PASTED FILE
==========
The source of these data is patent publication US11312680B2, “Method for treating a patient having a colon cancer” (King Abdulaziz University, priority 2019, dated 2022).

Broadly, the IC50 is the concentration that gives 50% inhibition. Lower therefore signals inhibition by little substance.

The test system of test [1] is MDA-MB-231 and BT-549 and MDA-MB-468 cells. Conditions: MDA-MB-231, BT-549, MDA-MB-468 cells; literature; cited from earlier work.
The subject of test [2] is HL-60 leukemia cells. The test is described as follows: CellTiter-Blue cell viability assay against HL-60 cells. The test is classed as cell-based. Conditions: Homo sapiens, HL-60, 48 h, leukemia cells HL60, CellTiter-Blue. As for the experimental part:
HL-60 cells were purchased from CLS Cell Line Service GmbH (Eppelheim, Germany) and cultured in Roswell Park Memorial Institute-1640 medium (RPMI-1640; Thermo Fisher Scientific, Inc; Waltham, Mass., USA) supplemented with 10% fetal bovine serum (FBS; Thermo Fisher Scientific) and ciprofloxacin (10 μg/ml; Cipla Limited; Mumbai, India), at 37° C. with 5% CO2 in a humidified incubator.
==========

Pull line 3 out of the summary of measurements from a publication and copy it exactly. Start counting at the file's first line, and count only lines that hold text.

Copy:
The test system of test [1] is MDA-MB-231 and BT-549 and MDA-MB-468 cells. Conditions: MDA-MB-231, BT-549, MDA-MB-468 cells; literature; cited from earlier work.